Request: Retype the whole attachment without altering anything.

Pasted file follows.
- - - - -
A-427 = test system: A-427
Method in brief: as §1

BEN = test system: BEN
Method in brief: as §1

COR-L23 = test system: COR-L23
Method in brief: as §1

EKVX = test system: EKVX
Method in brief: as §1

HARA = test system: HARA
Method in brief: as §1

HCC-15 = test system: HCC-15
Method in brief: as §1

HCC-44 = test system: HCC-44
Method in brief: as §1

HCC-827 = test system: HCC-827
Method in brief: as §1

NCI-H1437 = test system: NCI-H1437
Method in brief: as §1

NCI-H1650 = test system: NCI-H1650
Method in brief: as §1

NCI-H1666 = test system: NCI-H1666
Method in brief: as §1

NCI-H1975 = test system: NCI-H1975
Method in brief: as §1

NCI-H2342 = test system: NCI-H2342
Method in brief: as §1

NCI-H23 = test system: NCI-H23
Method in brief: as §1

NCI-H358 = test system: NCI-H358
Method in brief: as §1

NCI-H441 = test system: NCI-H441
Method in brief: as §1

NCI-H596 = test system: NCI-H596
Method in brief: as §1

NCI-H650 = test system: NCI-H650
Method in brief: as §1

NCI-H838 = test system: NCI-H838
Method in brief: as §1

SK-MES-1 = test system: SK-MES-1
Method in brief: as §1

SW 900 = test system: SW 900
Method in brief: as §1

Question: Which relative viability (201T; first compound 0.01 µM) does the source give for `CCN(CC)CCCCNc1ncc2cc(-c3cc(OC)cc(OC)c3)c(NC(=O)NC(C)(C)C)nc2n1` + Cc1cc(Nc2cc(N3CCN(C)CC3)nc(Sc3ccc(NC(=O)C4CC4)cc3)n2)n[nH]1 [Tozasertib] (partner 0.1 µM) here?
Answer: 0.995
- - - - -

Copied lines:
A-427 = test system: A-427
Method in brief: as §1

BEN = test system: BEN
Method in brief: as §1

COR-L23 = test system: COR-L23
Method in brief: as §1

EKVX = test system: EKVX
Method in brief: as §1

HARA = test system: HARA
Method in brief: as §1

HCC-15 = test system: HCC-15
Method in brief: as §1

HCC-44 = test system: HCC-44
Method in brief: as §1

HCC-827 = test system: HCC-827
Method in brief: as §1

NCI-H1437 = test system: NCI-H1437
Method in brief: as §1

NCI-H1650 = test system: NCI-H1650
Method in brief: as §1

NCI-H1666 = test system: NCI-H1666
Method in brief: as §1

NCI-H1975 = test system: NCI-H1975
Method in brief: as §1

NCI-H2342 = test system: NCI-H2342
Method in brief: as §1

NCI-H23 = test system: NCI-H23
Method in brief: as §1

NCI-H358 = test system: NCI-H358
Method in brief: as §1

NCI-H441 = test system: NCI-H441
Method in brief: as §1

NCI-H596 = test system: NCI-H596
Method in brief: as §1

NCI-H650 = test system: NCI-H650
Method in brief: as §1

NCI-H838 = test system: NCI-H838
Method in brief: as §1

SK-MES-1 = test system: SK-MES-1
Method in brief: as §1

SW 900 = test system: SW 900
Method in brief: as §1

Question: Which relative viability (201T; first compound 0.01 µM) does the source give for `CCN(CC)CCCCNc1ncc2cc(-c3cc(OC)cc(OC)c3)c(NC(=O)NC(C)(C)C)nc2n1` + Cc1cc(Nc2cc(N3CCN(C)CC3)nc(Sc3ccc(NC(=O)C4CC4)cc3)n2)n[nH]1 [Tozasertib] (partner 0.1 µM) here?
Answer: 0.995